[Bf-committers] Text Rendering

James sheepzilla at gmail.com
Fri Sep 19 12:16:48 CEST 2008

I've been hacking around with blenders text rendering for quite a long
time with the aim of improving the readability of the UI.
Specifically, I've been looking at using the true-type fonts that are
used for international text wherever possible, and using FreeType's
abilities for sub-pixel antialiasing and hinting to improve the ugly
way that these are rendered. (I'm aware of the potential patent issues
with using FreeType with these functions enabled, but I'm no expert on
the subject and since every linux distribution I've used recently
seems to use the library with them enabled, it seems sensible that it
should be possible to flip a switch when building blender so that
well-rendered text is displayed.)

To use subpixel hinting you have to know the background colour onto
which the text is going to be rendered - which is impossible most of
the time in blender without using expensive 2D read-back OpenGL
functions, so I've taken the approach of rendering a whole text string
to an RGBA buffer, applying a blurry background in the background
colour, and then rendering the result either as a texture or a 2D

With a bit of added caching this doesn't have much of a performance
hit, either, in fact it seems to improve pixmap text rendering
performance considerably, however rendering in texture mode (faster
still), I have a problem:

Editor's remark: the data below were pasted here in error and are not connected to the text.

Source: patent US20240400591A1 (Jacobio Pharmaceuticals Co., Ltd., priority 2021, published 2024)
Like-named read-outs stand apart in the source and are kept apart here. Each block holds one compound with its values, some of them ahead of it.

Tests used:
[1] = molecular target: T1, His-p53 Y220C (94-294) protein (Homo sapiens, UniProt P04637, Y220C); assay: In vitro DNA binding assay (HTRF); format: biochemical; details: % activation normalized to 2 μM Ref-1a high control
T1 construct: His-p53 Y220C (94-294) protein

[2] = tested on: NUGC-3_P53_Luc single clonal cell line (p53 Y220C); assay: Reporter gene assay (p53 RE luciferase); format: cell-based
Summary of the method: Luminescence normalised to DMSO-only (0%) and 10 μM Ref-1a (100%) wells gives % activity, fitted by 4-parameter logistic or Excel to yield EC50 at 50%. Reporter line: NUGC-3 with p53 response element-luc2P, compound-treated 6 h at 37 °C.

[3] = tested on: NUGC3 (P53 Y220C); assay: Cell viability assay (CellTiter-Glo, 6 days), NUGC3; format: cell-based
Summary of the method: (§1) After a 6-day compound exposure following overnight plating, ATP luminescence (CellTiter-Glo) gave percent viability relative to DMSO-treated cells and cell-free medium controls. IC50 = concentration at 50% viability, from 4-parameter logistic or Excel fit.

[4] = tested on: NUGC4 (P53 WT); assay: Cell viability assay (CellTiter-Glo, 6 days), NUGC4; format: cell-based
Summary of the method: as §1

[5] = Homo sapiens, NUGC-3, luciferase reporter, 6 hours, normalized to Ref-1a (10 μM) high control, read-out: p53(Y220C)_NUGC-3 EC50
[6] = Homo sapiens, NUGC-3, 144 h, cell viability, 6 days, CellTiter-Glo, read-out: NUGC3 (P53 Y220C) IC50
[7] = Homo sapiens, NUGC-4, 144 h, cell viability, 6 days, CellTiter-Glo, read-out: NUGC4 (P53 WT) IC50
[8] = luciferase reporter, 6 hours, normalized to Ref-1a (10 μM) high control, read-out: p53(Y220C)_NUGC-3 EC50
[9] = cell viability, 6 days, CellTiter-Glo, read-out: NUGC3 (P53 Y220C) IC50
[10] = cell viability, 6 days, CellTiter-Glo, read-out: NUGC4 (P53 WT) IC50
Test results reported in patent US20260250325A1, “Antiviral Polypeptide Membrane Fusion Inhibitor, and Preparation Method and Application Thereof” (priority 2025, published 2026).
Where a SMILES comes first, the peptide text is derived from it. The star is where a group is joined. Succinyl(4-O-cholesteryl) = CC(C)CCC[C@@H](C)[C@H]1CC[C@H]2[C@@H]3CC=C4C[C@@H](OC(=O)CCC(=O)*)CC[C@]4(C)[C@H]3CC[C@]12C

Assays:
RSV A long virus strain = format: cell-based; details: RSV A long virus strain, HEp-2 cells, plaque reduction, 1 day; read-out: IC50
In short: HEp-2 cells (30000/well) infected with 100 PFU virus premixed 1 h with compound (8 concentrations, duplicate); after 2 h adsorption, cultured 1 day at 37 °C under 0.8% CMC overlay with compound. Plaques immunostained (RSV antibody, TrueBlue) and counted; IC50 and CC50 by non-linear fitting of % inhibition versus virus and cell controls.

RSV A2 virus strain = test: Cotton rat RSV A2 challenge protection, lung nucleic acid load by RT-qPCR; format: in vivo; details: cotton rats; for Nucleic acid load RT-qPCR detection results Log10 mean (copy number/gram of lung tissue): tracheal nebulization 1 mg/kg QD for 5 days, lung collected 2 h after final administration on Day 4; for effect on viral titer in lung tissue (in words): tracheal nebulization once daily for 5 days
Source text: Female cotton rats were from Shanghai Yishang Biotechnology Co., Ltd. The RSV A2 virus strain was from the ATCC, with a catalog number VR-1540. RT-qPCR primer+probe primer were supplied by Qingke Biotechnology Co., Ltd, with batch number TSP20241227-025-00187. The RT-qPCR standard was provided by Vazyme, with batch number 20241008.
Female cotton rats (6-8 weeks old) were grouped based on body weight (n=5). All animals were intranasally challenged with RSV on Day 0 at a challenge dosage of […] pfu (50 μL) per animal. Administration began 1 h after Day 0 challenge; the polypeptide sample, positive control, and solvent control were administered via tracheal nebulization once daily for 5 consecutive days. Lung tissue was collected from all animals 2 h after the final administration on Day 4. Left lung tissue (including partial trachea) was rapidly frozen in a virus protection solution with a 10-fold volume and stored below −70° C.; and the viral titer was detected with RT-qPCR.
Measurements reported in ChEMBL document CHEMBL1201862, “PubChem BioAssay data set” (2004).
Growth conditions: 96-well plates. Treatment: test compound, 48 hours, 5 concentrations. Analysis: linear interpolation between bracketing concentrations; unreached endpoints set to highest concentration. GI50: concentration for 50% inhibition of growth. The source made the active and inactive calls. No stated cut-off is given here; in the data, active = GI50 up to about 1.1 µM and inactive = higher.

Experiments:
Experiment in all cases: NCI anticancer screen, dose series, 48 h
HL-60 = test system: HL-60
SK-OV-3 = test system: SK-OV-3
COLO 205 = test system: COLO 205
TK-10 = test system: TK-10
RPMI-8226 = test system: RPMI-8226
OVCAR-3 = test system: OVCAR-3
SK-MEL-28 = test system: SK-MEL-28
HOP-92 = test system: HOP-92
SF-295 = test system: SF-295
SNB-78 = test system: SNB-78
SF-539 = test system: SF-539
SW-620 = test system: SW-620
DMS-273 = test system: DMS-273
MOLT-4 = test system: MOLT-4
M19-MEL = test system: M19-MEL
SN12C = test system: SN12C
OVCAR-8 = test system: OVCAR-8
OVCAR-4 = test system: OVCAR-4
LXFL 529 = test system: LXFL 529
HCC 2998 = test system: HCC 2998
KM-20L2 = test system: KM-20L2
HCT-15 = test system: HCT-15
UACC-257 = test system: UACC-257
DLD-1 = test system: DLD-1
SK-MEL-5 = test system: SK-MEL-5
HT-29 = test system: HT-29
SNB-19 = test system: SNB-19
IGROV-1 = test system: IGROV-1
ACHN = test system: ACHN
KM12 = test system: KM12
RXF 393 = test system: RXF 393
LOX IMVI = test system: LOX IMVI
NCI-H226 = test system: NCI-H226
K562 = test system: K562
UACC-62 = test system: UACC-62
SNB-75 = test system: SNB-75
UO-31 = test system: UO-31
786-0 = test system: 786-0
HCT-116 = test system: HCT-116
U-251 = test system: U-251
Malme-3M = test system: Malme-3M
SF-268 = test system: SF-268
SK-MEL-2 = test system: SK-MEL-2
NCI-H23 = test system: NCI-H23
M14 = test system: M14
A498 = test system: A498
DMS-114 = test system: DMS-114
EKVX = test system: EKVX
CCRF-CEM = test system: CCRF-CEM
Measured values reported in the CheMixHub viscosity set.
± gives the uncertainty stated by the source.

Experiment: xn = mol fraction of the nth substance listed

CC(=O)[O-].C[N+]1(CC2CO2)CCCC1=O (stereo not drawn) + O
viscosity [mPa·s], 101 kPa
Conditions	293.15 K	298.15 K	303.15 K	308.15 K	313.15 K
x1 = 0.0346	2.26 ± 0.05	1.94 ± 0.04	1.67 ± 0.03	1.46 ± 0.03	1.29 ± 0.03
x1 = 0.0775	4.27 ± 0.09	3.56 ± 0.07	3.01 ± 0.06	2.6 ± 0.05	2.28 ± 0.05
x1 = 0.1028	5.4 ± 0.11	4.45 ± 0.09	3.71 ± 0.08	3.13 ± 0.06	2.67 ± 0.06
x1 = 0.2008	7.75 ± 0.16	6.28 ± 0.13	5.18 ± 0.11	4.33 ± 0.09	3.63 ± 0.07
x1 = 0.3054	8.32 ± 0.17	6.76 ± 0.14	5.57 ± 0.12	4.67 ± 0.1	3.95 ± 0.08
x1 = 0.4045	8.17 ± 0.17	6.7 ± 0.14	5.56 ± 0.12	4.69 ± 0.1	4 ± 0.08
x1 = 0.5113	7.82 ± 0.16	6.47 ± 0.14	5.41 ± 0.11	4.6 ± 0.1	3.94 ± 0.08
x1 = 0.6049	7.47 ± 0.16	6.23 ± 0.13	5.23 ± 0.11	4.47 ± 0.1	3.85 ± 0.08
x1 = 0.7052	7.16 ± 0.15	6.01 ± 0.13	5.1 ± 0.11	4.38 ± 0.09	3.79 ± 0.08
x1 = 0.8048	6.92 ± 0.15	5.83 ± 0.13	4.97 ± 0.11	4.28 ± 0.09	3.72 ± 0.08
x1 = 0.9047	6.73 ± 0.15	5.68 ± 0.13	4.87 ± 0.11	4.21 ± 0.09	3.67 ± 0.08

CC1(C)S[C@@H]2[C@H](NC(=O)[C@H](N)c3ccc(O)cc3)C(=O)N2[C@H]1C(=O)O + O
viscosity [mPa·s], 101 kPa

Once I've rendered a string of text, I keep the texture ID in a sort
of first-level cache in case it needs to be rendered again soon, but
of course as soon as I delete it from this cache and free the texture,
the text will disappear from the screen. I have no way to know when a
string ceases to be visible, so if its okay to remove it from the

Essentially, I can see two ways to solve this problem, either a
guarentee from the user interface that everything will be redrawn at
least once every, say, 30 seconds. Or some cheap OpenGL call that I've
never heard of that could tell me which textures are still in use.

I still have plenty of other creases to iron out in my code, but this
particular problem has been bugging me lately. I'd be really grateful
for any bright ideas.

Incidentally, on the platform I use most - OS X - when I run out of
texture memory bad, bad things happen, and generally I'm lucky if I
don't have to press the reset button. I guess its because the OS
interface is drawn using OpenGL, too.

Regards, James


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